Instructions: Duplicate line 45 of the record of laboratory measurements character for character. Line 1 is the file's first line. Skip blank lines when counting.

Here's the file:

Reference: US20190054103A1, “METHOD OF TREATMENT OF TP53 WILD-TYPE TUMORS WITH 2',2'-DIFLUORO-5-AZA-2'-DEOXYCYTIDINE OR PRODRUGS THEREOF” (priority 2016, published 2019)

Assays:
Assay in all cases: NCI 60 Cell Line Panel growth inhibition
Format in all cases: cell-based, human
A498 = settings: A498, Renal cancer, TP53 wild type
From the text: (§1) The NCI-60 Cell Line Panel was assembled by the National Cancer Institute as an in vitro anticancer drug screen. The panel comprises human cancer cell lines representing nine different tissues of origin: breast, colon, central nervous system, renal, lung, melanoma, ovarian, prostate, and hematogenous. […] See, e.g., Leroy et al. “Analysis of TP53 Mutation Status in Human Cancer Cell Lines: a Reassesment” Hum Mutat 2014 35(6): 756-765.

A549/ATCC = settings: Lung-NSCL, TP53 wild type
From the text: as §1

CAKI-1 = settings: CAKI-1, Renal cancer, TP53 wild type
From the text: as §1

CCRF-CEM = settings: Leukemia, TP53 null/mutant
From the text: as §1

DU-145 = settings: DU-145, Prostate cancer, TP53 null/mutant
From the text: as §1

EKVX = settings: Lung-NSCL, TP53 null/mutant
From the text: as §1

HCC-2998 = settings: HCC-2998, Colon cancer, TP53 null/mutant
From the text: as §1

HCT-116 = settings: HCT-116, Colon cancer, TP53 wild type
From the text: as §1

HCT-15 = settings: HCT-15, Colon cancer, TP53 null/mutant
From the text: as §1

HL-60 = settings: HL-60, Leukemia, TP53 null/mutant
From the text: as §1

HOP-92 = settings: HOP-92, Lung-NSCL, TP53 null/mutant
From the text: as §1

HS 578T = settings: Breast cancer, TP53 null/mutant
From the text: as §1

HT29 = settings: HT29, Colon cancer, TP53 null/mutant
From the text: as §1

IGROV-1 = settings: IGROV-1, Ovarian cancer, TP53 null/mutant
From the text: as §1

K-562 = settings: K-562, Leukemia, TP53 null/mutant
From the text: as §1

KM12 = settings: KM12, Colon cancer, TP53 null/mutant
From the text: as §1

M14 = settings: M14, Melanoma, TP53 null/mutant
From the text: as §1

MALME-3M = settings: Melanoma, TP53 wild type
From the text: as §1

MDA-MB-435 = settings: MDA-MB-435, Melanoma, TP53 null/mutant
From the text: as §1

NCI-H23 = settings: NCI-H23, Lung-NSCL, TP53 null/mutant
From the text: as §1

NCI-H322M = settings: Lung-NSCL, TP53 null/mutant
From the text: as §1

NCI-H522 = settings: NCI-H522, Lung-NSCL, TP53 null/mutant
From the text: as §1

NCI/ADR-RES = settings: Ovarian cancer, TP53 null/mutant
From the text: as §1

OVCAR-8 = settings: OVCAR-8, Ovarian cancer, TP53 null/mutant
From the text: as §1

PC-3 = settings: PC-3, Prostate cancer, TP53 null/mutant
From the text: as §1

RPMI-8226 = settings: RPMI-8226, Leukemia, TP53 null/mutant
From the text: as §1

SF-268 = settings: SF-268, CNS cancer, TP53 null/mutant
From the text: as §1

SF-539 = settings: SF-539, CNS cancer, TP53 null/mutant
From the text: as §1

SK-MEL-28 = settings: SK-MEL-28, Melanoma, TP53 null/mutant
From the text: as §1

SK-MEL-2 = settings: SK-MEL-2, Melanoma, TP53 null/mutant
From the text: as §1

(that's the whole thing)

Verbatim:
NCI-H322M = settings: Lung-NSCL, TP53 null/mutant